CEOP Warns Of Jump In Online Complaints

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The Child Exploitation and Online Protection (CEOP) Centre has recorded a large increase in the number of online compliants

Child protection agency CEOP has revealed a large jump in the number of online complaints last year, and warned of the growing trend of explicit ‘self-taken’ images by children and young people.

The Child Exploitation and Online Protection (CEOP) Centre said in a new report (PDF) that it had 6,291 reports in the last year, an increase of 880 on the previous year. However, it seems that the increase could be down to the increased publicity that CEOP has gained over the past twelve months.

CEOP was created in 2006 to track down online paedophiles and bring them to court.

Greater Publicity

Over the last year, the agency has gained a lot of publicity thanks to its lobbying of the likes of Facebook to place a “panic button” on the social network for threatened children to use if they think a paedophile might be pestering them online.

Despite initially resisting the idea, Facebook finally reached a compromise with CEOP, stating that both organisations were “aligned on making the Internet safer.”

Of the 6,291 reports it received last year, a quarter (1,536) were apparently related to grooming and a further quarter (1,553) were related to the possession and distribution of images. Eight percent (513) involved contact sexual abuse by a suspect.

And more worryingly for parents, 135 reports involve a suspect making arrangements to meet a child in the real world, while 434 relate to a child being incited to perform a sexual act.

Parent Nightmare

CEOP also warned of an alarming development, with an increasing trend of explicit ‘self-taken’ images by children and young people, indicating that many are prepared to take risks in making online contact with strangers. In an effort to combat this, CEOP has launched a two week advertising campaign on Facebook, supported by the social networking site, to raise awareness of the dangers of uploading indecent or uninhibited images online.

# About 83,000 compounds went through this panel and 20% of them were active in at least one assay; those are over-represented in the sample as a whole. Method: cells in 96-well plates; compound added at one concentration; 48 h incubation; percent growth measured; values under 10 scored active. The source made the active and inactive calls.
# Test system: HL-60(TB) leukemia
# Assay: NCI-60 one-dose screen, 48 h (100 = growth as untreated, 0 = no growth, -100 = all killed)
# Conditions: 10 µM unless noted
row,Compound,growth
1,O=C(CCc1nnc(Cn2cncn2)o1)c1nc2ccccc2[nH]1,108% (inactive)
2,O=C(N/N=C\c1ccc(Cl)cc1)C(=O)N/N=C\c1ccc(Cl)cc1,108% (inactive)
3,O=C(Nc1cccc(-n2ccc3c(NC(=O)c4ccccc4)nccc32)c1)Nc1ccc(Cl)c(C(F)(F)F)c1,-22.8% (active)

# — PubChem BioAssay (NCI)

The report does make for depressing reading, especially as it noted a rise in the number of investigations referred to CEOP relating to women who sexually abuse children and an indication that Vietnamese children now make up the largest group of children being trafficked into the UK, although this is mostly for exploitation in the cultivation of cannabis.

But where are all these reports coming from? The report states that 40 percent of reports come from the public (overwhelmingly through the ClickCEOP button), and that the overall increase in reports is due to a “rise in industry reporting – from online moderators, website hosts and mobile phone companies, among others.”

“The scale and nature of reports received by CEOP’s child protection specialists demonstrate an ongoing need to educate and inform young people about the risk of posting inappropriate images of themselves online,” said chief executive Jim Gamble (left). “Unfortunately we have seen cases where these photos and videos have ended up in the wrong hands of those collecting child abuse images.”

“One report sometimes enables us to identify hundreds of victims,” he added. “The fact that a quarter of our reports relate to grooming – and in particular the 135 reports of children who were contacted by offenders attempting to meet them offline – highlight the importance of CEOP’s online safety programme, which has now reached more than 6 million children.”

Gamble Resignation

“Child protection will always be an absolute priority for government and CEOP continues to play a crucial role in ensuring children are safeguarded,” said Home Office Minister for Crime Prevention James Brokenshire. “It’s encouraging to see how many reports now come from industry and that the majority of reports from the public are made through the ClickCEOP button.”

Last month Gamble warned that government plans to roll CEOP into the National Crime Agency would not benefit children. Gamble has offered his resignation to the Home Secretary with a four month notice period, because CEOP was dubbed a quango and therefore was a cost-cutting target for the coalition government.

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Author: Tom Jowitt
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